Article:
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Neuroscience. 1999;91(4):1471-81.

Anticonvulsant actions of furosemide in vitro.

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  • 1Institut für Physiologie, Abt. Neurophysiologie, Universitätsklinikum Charité, Humboldt Universität zu Berlin, Germany.

Abstract

Anticonvulsant properties of furosemide have been suggested to reduce neuronal synchronization via its inhibitory effect on the Na+/K+/2Cl- co-transport system. We have studied effects of furosemide on spontaneous epileptiform activity and analysed effects of furosemide on amplitudes of stimulus-induced population-spikes, on stimulus-induced K+ changes, on extracellular pH changes at rest and during stimulation, and on changes in the extracellular space-volume. We used three different in vitro models of epilepsy in the combined hippocampal-entorhinal cortex slice preparation. Furosemide reversibly suppressed low Ca2+-induced epileptiform activity in hippocampus proper and blocked or significantly reduced different types of epileptiform discharges in the low Mg2+ model and the 4-aminopyridine model. Amplitudes of evoked field potentials underwent an initial slight increase followed by a significant reduction after prolonged treatment with furosemide. Stimulus-induced increases in extracellular potassium were also significantly reduced. Furosemide caused an alkaline shift at rest. Stimulus-induced pH transients changed from a biphasic alkalotic-acidotic sequence to a monophasic alkalotic shift. Stimulation-induced shrinkage of extracellular space-volume was reduced by furosemide, whereas no effect on baseline extracellular space-volume was seen. We conclude, that furosemide possesses strong anticonvulsive effects in various in vitro models of epilepsy. The anticonvulsive properties of furosemide cannot be explained by its effects on extracellular pH changes but appear in part to be mediated via a reduced excitability with consequent reduction of activity-induced potassium rises. Finally, partial inhibition of activity-induced extracellular space shrinkage may contribute to its anticonvulsant properties.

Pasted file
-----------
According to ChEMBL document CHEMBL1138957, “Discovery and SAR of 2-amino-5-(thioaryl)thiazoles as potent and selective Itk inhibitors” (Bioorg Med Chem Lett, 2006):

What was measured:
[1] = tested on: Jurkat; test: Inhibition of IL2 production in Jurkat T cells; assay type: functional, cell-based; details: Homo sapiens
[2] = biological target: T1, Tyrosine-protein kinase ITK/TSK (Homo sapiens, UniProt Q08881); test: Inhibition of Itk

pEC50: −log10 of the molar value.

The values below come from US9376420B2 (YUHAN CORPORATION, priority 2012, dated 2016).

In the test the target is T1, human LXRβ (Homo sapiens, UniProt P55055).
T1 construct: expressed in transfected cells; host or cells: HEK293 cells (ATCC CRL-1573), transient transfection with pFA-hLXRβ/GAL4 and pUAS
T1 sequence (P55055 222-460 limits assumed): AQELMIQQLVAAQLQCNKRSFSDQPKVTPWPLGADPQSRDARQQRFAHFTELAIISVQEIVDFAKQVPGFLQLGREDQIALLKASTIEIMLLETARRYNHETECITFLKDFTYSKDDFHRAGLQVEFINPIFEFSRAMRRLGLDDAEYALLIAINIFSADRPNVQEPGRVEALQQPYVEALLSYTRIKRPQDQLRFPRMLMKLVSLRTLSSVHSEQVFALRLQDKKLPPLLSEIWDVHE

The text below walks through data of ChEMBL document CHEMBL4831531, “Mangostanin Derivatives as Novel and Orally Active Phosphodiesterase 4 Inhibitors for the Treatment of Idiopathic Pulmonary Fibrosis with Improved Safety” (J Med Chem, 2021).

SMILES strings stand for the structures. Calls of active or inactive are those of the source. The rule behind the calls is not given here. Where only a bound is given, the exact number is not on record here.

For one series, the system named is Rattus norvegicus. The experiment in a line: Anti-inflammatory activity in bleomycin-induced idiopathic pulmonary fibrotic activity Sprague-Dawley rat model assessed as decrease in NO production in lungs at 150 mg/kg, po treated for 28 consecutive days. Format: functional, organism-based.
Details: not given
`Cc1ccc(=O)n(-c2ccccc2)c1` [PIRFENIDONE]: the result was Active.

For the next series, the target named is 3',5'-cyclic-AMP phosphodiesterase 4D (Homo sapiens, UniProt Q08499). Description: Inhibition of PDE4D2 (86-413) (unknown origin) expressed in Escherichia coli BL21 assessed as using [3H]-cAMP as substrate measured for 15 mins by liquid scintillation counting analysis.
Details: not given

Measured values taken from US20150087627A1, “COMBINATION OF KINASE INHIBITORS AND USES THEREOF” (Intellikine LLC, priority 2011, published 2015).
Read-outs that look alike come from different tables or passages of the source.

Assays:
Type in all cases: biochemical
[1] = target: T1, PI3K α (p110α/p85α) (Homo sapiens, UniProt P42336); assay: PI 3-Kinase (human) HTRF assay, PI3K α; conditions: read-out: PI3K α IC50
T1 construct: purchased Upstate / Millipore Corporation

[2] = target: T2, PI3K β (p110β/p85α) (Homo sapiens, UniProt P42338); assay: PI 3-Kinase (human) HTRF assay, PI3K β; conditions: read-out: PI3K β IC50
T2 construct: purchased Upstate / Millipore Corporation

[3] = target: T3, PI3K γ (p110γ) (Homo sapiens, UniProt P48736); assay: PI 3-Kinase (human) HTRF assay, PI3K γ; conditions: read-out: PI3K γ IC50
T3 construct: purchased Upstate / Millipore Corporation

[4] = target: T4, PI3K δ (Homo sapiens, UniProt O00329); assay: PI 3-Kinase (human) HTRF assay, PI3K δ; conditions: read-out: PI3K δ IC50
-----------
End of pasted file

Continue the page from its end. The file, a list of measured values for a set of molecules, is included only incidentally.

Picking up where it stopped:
PMID:
10391452
[PubMed - indexed for MEDLINE]
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